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Increases to CBRE Group, Inc.'s (NYSE:CBRE) CEO Compensation Might Cool off for now

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Under the guidance of CEO Bob Sulentic, CBRE Group, Inc. (NYSE:CBRE) has performed reasonably well recently. This is something shareholders will keep in mind as they cast their votes on company resolutions such as executive remuneration in the upcoming AGM on 19 May 2021. However, some shareholders may still want to keep CEO compensation within reason.

Check out our latest analysis for CBRE Group

How Does Total Compensation For Bob Sulentic Compare With Other Companies In The Industry?

At the time of writing, our data shows that CBRE Group, Inc. has a market capitalization of US$28b, and reported total annual CEO compensation of US$12m for the year to December 2020. We note that's a decrease of 11% compared to last year. While this analysis focuses on total compensation, it's worth acknowledging that the salary portion is lower, valued at US$249k.

In comparison with other companies in the industry with market capitalizations over US$8.0b , the reported median total CEO compensation was US$2.5m. Hence, we can conclude that Bob Sulentic is remunerated higher than the industry median. Moreover, Bob Sulentic also holds US$56m worth of CBRE Group stock directly under their own name, which reveals to us that they have a significant personal stake in the company.

Component

2020

2019

Proportion (2020)

Salary

US$249k

US$1.0m

2%

Other

US$12m

US$12m

98%

Total Compensation

US$12m

US$13m

100%

Talking in terms of the industry, salary represented approximately 29% of total compensation out of all the companies we analyzed, while other remuneration made up 71% of the pie. CBRE Group has chosen to walk a path less trodden, opting to compensate its CEO with less of a traditional salary and more non-salary rewards over the last year. If non-salary compensation dominates total pay, it's an indicator that the executive's salary is tied to company performance.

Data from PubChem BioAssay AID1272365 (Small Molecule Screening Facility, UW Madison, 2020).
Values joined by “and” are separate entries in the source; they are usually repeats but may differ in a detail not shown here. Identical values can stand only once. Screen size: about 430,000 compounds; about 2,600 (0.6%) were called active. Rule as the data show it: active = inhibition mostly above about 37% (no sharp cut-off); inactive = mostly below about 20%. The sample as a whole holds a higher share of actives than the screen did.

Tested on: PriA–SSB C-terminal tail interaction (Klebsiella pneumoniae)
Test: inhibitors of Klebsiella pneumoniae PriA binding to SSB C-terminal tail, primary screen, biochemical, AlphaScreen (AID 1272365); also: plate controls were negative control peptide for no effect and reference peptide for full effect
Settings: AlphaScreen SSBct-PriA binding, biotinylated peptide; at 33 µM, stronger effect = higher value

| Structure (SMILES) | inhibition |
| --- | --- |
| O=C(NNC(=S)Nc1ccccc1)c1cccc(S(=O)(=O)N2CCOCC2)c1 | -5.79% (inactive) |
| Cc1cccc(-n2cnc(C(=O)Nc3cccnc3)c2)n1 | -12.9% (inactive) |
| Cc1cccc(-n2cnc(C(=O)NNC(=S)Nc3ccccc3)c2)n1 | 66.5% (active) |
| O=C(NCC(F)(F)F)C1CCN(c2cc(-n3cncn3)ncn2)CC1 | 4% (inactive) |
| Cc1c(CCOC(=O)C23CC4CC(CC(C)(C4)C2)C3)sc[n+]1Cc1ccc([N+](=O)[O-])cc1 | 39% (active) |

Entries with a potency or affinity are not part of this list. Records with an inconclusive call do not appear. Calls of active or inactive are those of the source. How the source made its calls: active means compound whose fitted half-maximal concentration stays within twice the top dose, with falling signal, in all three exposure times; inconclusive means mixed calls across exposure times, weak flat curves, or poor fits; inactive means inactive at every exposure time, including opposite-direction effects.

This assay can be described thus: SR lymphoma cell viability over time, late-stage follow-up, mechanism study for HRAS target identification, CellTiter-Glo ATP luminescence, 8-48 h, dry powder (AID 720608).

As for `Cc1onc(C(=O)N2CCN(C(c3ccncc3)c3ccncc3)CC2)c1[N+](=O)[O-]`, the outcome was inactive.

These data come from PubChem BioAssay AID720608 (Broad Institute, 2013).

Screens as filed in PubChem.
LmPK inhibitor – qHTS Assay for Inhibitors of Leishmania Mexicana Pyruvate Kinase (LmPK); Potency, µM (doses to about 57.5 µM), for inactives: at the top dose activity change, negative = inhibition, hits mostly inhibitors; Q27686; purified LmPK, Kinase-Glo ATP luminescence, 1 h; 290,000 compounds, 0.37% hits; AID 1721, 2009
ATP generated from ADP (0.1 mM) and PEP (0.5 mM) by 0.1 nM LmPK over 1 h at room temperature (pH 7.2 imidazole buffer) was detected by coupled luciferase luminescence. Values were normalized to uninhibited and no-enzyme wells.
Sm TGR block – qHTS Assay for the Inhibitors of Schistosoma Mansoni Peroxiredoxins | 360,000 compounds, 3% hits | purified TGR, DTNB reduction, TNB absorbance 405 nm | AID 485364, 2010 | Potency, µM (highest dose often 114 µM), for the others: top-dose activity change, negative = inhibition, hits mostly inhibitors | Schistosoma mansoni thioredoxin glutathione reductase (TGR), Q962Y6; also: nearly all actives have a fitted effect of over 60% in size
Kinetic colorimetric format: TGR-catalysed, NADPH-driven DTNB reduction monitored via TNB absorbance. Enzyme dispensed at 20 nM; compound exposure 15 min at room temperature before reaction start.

ceo-compensation
ceo-compensation

A Look at CBRE Group, Inc.'s Growth Numbers

Over the past three years, CBRE Group, Inc. has seen its earnings per share (EPS) grow by 6.3% per year. It saw its revenue drop 3.1% over the last year.

We generally like to see a little revenue growth, but the modest improvement in EPS is good. It's hard to reach a conclusion about business performance right now. This may be one to watch. Moving away from current form for a second, it could be important to check this free visual depiction of what analysts expect for the future.

Has CBRE Group, Inc. Been A Good Investment?

Most shareholders would probably be pleased with CBRE Group, Inc. for providing a total return of 78% over three years. So they may not be at all concerned if the CEO were to be paid more than is normal for companies around the same size.

To Conclude...

CBRE Group prefers rewarding its CEO through non-salary benefits. The company's decent performance might have made most shareholders happy, possibly making CEO remuneration the least of the concerns to be discussed in the upcoming AGM. Still, not all shareholders might be in favor of a pay raise to the CEO, seeing that they are already being paid higher than the industry.

While CEO pay is an important factor to be aware of, there are other areas that investors should be mindful of as well. We did our research and spotted 2 warning signs for CBRE Group that investors should look into moving forward.

Switching gears from CBRE Group, if you're hunting for a pristine balance sheet and premium returns, this free list of high return, low debt companies is a great place to look.

This article by Simply Wall St is general in nature. It does not constitute a recommendation to buy or sell any stock, and does not take account of your objectives, or your financial situation. We aim to bring you long-term focused analysis driven by fundamental data. Note that our analysis may not factor in the latest price-sensitive company announcements or qualitative material. Simply Wall St has no position in any stocks mentioned.

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